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Yes, I'll take that. Margaret, this is Kevin. Our covered lives are over 50% now, slightly above that. And again, let me remind you, just because we have a covered lives over 50% doesn't mean they all process through pharmacy. Most of our pharmacy plans have a dual benefit with DME and pharmacy. And then it's up to us to drive awareness. So physicians and patients know that they can be covered through that vehicle. We expect that to continue to accelerate over the course of the year. We've had some very good discussions and some wins with the local, regional and national payer level over the past several months and have some really exciting things on tap going into 2019. And I think as Quentin talked about earlier, channel mix, we are expecting channel mix to shift in that direction. We see a tremendous opportunity for patients so they can pick their product up at the drugstore rather than call us and go through the DME process, which is alive and well in the first quarter. We're in a much better position. So we're definitely driving and shifting the business there and encouraging our field team to do so as well.

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Operator [13]

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And our next question comes from Raj Denhoy from Jefferies.

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Rajbir Singh Denhoy, Jefferies LLC, Research Division - MD, Equity Research & Senior Equity Research Analyst [14]

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What if I could ask about the international performance. You know, again, very strong in the quarter. Are there other countries contemplated in the near term in terms of establishing reimbursement? Or is it still just mostly coming from Germany and some of the markets you're already in?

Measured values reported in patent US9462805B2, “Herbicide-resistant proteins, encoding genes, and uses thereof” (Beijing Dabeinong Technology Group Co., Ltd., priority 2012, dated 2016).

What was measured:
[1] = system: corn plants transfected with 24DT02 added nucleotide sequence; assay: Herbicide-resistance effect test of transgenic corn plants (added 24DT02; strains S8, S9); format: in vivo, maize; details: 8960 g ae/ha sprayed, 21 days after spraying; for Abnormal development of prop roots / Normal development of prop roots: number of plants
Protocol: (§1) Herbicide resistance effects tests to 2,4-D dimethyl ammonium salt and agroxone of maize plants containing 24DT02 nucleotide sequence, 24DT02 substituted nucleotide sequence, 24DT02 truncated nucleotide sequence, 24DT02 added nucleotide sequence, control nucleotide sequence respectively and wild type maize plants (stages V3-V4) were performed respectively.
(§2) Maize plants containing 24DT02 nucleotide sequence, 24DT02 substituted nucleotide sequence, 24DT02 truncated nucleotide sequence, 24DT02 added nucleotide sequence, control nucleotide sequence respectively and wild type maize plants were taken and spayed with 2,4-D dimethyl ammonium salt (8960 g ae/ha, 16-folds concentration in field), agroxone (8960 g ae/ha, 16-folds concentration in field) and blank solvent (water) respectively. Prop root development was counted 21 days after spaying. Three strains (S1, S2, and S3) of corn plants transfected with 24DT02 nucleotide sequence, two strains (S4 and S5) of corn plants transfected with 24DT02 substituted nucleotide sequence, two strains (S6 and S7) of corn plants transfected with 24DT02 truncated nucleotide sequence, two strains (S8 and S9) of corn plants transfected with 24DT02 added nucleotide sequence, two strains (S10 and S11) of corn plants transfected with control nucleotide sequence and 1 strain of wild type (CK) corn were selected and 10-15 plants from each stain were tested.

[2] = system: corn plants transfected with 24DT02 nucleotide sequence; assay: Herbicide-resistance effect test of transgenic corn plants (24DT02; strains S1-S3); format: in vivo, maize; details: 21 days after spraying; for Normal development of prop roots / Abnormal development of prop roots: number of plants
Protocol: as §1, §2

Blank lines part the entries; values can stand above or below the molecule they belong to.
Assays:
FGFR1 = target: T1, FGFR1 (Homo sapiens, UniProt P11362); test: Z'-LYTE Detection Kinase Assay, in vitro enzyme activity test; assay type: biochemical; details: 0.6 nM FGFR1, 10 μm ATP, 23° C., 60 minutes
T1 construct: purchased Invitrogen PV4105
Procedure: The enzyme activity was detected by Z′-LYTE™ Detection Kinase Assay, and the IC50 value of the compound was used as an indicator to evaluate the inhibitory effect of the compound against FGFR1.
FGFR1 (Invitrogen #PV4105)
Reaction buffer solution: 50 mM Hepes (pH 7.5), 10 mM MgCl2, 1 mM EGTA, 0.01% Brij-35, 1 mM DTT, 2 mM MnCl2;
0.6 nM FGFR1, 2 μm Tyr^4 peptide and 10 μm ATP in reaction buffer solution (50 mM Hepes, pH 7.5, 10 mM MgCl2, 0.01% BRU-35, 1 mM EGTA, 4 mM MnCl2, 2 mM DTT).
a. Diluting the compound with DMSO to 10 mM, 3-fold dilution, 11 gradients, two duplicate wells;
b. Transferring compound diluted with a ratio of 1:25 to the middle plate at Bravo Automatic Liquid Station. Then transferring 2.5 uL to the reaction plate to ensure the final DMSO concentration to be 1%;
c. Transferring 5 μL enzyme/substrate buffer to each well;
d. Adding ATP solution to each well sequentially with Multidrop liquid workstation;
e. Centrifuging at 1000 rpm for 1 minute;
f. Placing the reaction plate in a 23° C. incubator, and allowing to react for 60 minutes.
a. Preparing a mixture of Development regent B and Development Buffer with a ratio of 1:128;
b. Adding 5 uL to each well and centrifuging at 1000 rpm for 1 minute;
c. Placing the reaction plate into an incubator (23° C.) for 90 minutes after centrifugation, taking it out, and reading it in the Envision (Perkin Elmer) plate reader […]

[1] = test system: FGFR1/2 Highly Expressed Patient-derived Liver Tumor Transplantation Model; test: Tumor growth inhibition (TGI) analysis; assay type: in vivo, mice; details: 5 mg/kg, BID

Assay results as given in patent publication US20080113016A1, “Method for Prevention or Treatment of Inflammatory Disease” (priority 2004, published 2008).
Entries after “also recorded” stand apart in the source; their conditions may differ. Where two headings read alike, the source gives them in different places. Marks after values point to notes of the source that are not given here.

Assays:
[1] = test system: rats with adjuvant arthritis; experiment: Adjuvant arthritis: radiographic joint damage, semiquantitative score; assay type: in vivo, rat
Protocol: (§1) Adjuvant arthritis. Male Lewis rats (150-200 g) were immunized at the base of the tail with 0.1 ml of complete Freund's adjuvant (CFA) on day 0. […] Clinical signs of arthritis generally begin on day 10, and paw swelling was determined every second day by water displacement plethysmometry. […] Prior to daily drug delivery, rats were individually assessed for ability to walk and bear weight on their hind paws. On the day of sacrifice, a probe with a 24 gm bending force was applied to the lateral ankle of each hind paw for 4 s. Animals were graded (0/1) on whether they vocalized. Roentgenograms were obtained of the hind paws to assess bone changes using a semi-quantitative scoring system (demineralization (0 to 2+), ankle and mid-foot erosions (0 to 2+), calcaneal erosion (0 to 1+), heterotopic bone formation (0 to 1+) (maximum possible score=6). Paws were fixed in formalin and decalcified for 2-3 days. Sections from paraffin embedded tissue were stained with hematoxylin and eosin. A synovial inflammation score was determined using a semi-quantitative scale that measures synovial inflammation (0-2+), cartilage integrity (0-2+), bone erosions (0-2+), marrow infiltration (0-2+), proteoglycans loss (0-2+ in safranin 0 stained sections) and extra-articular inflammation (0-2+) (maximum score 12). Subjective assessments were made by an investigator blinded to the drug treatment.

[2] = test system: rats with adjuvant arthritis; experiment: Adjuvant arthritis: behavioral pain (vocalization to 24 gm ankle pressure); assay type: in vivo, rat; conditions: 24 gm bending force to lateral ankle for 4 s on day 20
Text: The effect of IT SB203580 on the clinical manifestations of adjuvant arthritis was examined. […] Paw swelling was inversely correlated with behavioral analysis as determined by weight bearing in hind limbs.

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Quentin S. Blackford, DexCom, Inc. - Executive VP & CFO [15]

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Yes, the growth in our guidance is primarily coming from the existing countries that we are operating within, I think, we've talked about the fact that we're seeing opportunities open up into countries like Japan, Korea, or there's been regulatory approval more recently. We don't expect those to be big contributors to the overall revenue number in 2019. And I think we'll let the product get into the market and see how it performs and then we can start to think about how it becomes additive to the overall numbers. But it's all incremental opportunity as far as we're concerned when we look out into the future.

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Rajbir Singh Denhoy, Jefferies LLC, Research Division - MD, Equity Research & Senior Equity Research Analyst [16]

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Are there specific countries though know that you've targeted here for '19 where you expect to establish more routine reimbursement that could be larger contributors? I think in the past, you mentioned U.K. and some other large markets that might open up.

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Kevin R. Sayer, DexCom, Inc. - Executive Chairman, CEO & President [17]